Economic status is another factor for the risk of exposure to SARS-CoV-2, and Dr. Williams points out, in a 2020 editorial in JAMA, that that segregation (a determinant of economic status) is a strong predictor of variations in health.2 Segregation may adversely affect health due to the concentration of poverty and environmental stressors such as air and water pollution; exposure to air pollution has been linked to hypertension and asthma, as well as more severe cases of and higher death rates due to COVID-19.2,8

Social scientists have long speculated that racism had adverse effects on the health of racially stigmatized populations, but how these processes occurred was not well understood. Over the last two decades, Dr. Williams has developed a strong record of theoretical analysis and empirical research focused on understanding the multiple ways in which racism can affect health. He has played a visible, national leadership role in raising awareness levels of the problem of health inequalities and identifying interventions to address them. To learn more about the racial/ethnic gaps that exist in health care, and to hear Dr. Williams speak about the strategies that can be taken to bring clarity to the social determinants of health and ultimately affect public policy, please visit the following link:



  1. Centers for Disease Control and Prevention. Media statement from CDC director Rochelle P. Walensky, MD, MPH, on racism and health. Published April 8, 2021. Accessed May 3, 2021.
  2. Williams DR, Cooper LA. COVID-19 and health equity—a new kind of “herd immunity.” JAMA. 2020;323(24):2478-2480. doi:1001/jama.2020.8051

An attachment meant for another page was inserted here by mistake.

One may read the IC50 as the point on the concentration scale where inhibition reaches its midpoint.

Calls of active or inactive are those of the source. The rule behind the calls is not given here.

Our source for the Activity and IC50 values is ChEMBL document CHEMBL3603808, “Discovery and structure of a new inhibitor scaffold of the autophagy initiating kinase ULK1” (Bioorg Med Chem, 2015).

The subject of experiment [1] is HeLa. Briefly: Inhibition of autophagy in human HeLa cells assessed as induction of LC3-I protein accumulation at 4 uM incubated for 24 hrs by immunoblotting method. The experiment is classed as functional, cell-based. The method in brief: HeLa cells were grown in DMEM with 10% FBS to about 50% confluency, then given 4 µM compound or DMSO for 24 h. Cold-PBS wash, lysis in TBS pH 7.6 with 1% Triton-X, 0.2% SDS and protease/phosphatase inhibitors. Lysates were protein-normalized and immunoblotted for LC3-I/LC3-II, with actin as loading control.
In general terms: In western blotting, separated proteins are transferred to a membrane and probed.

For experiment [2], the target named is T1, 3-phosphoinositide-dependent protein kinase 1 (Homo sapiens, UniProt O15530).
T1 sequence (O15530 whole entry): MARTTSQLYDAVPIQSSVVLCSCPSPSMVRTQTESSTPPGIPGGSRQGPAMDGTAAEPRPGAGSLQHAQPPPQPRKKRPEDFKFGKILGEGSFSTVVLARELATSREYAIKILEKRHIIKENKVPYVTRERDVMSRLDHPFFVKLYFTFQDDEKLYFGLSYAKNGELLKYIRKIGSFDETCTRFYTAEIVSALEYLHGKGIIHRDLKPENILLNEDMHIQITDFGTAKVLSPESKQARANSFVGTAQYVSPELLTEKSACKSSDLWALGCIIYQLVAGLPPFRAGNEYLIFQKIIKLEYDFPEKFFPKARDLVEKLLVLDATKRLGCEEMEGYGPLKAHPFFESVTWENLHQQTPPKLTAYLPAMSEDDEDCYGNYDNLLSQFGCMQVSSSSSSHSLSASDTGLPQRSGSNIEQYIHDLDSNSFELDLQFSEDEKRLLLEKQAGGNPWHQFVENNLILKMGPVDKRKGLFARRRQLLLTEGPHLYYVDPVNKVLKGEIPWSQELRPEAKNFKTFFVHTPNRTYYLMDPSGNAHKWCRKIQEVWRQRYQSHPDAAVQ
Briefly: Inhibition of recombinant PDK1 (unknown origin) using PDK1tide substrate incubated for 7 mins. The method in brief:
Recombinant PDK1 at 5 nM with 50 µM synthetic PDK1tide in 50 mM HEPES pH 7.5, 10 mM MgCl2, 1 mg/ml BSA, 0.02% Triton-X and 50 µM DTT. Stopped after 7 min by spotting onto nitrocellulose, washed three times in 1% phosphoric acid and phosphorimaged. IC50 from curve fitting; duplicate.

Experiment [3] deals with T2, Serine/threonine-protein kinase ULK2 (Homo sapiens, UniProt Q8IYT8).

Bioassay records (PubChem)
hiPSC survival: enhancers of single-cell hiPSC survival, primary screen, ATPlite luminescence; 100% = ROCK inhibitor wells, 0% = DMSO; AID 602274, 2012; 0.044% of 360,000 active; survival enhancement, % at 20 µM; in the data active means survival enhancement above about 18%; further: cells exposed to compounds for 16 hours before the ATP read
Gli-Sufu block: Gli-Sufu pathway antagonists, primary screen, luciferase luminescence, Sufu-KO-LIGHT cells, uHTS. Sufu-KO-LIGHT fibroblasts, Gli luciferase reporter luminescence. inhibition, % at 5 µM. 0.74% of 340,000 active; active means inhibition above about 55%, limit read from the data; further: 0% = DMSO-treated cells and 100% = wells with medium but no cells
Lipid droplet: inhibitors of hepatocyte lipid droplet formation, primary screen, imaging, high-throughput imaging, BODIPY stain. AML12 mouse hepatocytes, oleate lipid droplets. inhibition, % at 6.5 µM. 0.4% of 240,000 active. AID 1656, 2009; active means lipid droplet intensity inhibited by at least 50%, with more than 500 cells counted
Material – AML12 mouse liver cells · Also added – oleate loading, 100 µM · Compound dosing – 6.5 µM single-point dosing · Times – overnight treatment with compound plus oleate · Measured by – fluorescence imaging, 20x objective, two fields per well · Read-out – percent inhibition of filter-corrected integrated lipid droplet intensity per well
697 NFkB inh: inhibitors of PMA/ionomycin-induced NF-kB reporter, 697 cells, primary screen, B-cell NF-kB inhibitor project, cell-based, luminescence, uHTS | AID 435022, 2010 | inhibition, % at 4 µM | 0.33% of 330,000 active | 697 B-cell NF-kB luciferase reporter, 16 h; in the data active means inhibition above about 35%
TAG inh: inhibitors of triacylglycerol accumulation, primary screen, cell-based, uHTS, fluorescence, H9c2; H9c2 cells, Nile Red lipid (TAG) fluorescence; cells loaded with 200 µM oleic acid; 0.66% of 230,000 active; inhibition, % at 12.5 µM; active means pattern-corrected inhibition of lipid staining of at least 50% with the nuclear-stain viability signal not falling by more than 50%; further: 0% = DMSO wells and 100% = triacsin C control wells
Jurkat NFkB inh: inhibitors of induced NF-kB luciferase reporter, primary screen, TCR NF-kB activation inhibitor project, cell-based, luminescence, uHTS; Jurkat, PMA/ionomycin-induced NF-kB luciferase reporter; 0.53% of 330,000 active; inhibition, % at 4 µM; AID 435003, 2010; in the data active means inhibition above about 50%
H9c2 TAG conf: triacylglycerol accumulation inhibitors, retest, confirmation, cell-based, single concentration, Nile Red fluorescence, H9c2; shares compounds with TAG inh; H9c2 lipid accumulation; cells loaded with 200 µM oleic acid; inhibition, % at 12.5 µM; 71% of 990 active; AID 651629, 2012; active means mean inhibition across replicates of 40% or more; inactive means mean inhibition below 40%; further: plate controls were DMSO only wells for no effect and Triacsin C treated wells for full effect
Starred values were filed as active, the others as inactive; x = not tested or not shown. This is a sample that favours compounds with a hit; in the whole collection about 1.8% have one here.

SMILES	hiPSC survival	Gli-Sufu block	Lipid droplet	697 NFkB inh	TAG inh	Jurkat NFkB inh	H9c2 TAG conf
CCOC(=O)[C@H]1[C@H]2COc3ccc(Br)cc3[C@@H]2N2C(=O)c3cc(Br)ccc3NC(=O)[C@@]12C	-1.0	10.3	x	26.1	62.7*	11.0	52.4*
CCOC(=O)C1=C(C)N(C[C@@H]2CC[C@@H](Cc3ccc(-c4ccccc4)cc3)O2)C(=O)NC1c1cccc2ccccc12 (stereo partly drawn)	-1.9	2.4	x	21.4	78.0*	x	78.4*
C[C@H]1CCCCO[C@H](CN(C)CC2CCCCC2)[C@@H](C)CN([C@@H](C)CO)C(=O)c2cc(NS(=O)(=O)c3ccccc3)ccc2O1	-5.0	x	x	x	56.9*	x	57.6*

3. Williams DR, Jackson PB. Social sources of racial disparities in health. Health Aff. 2005;24(2):325-334. doi:1377/hlthaff.24.2.325
  4. Troxel WM, Matthews KA, Bromberger JT, Sutton-Tyrrell K. Chronic stress burden, discrimination, and subclinical carotid artery disease in African American and Caucasian women. Health Psychol. 2003;22(3):300-309. doi:1037/0278-6133.22.3.300
  5. Kershaw KN, Diez Roux AV, Burgard SA, Lisabeth LD, Mujahid MS, Schulz AJ. Metropolitan-level racial residential segregation and black-white disparities in hypertension. Am J Epidemiol. 2011;174(5):537-545. doi:1093/aje/kwr116
  6. Mackey K, Ayers CK, Kondo KK, et al. Racial and ethnic disparities in COVID-19-related infections, hospitalizations, and deaths: a systematic review. Ann Intern Med. 2020;174(3):362-373. doi:7326/M20-6306
  7. Farmer B. The coronavirus doesn’t discriminate, but U.S. health care showing familiar biases. NPR. Published April 2, 2020. Accessed May 1, 2021.
  8. Wu X, Nethery RC, Sabath MB, Braun D, Dominici F. Exposure to air pollution and COVID-19 mortality in the United States: a nationwide cross-sectional study. medRxiv. Preprint posted April 7, 2020. Revised April 27, 2020. Accessed May 4, 2021. doi:1101/2020.04.05.20054502